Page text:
Example 326
a. Jan bood <Els> het boek <aan Els> aan, maar ze wou het niet.
  Jan offered    Els  the book    to Els  prt.  but  she  wanted  it  not
  'Jan offered <Els> the book <to Els>, but she didnʼt want to have it.'
b. Jan schreef <Els> een brief <aan Els>, maar hij heeft hem niet verstuurd.
  Jan wrote    Els  a letter     to Els  but  he  has  him  not sent.away
  'Jan wrote <Els> a letter <to Els>, but he didnʼt send it.'

      Let us return to the two verb types in Table (325). From a Dutch perspective, it seems uncontroversial to distinguish these two types; the examples in (327) show that periphrastic indirect objects take the preposition aan'to' with verbs of the give-type but the preposition naar'to' with verbs of the throw-type. This observation supports yet another claim made by Rappaport Hovav & Levin, namely that constructions with verbs of the give- and the throw-type differ in that the latter, but not the former, involve the notion of path; aan-PPs belong to the set of adpositional phrases that merely indicate a change of location, whereas naar-PPs are always directional; cf. Schermer-Vermeer (2001:29) and references cited there. For a more extensive discussion of the distinction between these notions, we refer the reader to Section P1.3.1.1.

Example 327
a. Jan gaf <Els> het boek <aan Els>.
  Jan gave    Els  the book     to Els
b. Jan wierp <Els> de bal <naar Els> toe.
  Jan threw    Els  the ball    to Els toe

Now consider the examples in (328), which are run-of-the-mill cases of constructions with a spatial complementive. These examples exhibit a similar contrast as the examples in (327); the change of location construction in (328a) strongly suggests that the referent of the direct object occupies its new position at the end of the time interval at which the event took place, whereas this implication clearly does not hold for the directional construction in (328b) given the option of adding the adverbial phrase within parentheses.

Example 328
a. Marie hing het schilderij aan de muur.
change of location
  Marie hung  the painting  to the wall
b. Jan reed Els naar Groningen (toen zij verongelukten).
directional
  Jan drove  Els to Groningen  when  they  were.killed.in.an.accident
  'Jan was driving Els to Groningen (when they were killed in an accident).'

This difference between the two examples in (328) is even more conspicuous in their non-causative counterparts in (329): the locational construction implies that the painting was located at the wall during the complete event time interval, whereas the directional construction implies that Peter was not in Groningen during that time interval; see also P3.1.4, sub II for relevant discussion.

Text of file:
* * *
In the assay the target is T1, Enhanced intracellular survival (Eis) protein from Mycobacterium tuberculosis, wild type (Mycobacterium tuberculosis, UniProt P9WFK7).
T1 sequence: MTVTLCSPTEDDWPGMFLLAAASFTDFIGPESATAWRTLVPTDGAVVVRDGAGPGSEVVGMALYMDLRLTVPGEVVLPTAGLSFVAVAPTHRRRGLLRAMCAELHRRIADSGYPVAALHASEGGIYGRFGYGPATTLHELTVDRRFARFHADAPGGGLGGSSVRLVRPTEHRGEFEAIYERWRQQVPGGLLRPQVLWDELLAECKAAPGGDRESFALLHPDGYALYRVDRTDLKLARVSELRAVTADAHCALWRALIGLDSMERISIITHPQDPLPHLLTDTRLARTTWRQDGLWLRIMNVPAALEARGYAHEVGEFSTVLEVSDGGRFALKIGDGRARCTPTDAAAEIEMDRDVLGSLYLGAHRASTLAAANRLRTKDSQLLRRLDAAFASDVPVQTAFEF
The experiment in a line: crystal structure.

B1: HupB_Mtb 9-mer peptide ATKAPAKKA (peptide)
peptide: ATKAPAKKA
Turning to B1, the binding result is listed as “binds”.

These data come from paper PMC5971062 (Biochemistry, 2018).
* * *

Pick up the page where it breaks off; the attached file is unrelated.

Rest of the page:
Example 329
a. Het schilderij hangt al jaren aan de muur.
location
  the painting  hangs  already years  to the wall
  'The painting has been hanging on the wall for years.'
b. Jan reed naar Groningen (toen hij verongelukte).
directional
  Jan drove  to Groningen  when  he  was.killed.in.an.accident
  'Jan was driving to Groningen (when he was killed in an accident).'

      The discussion of the similarities between the examples in (327), on the one hand, and the examples in (328) and (329), on the other, shows that Table (325) can be adapted as in (330) and strongly suggests that the implications concerning possession are no more than pragmatic inferences based on the aspectual properties of the constructions in question: constructions that express a change of location imply that the located object occupies the position indicated by the locational PP or the dative noun phrase at the end of the event time interval, whereas directional constructions do not.

Example 330
Verb-sensitive approach (revised)
  dative indirect object periphrastic object
give-type verb change of location change of location
throw-type verb directional directional

Rappaport Hovav & Levin's (2008) critique on the dual meaning approach seems to be devastating for any attempt to describe the difference between the double object and periphrastic indirect object construction in terms of possession. In our view this does not necessarily imply, however, that the dual meaning approach must be fully given up.
      Putting aside the precise substantive content of the two predicates involved, the core intuition behind the semantic representations in (323) is that the two constructions differ with respect to whether the action performed by the causer affects the referent of the indirect or the referent of the direct object of the construction: the latter holds for the periphrastic construction which can be said to simply express that the direct object undergoes a change of location; the former holds for the double object construction which can be said to express that it is the referent of the indirect object that undergoes some change of state by, e.g., becoming the possessor of the located object; the remainder of this subsection will show that this intuition may still be close to the mark.
      Consider the examples in (331), in which the direct object does not refer to some tangible entity that can be physically located in space. However, since it still can be said that the referents of the indirect objects are affected by the action performed by the subjects of the clauses, we correctly predict that these double object constructions are possible.

Example 331
a. Marie gaf Peter een kus/trap.
  Marie  gave  Peter a kiss/kick
  'Marie kissed/kicked Peter.'
b. Jan gaf de auto een flinke poetsbeurt.
  Jan gave  the car  a thorough shine

The corresponding periphrastic indirect object constructions in (332), on the other hand, are normally considered marked as they lead to the anomalous interpretation that the referents of the direct objects are located in space (hence tangible) and are actually undergoing a change of location by being transferred to the referent of the indirect object; this was the core intuition expressed by Balk-Smit Duyzentkunst (1968), Green (1974) and Oehrle (1976) that underlies the dual meaning approach.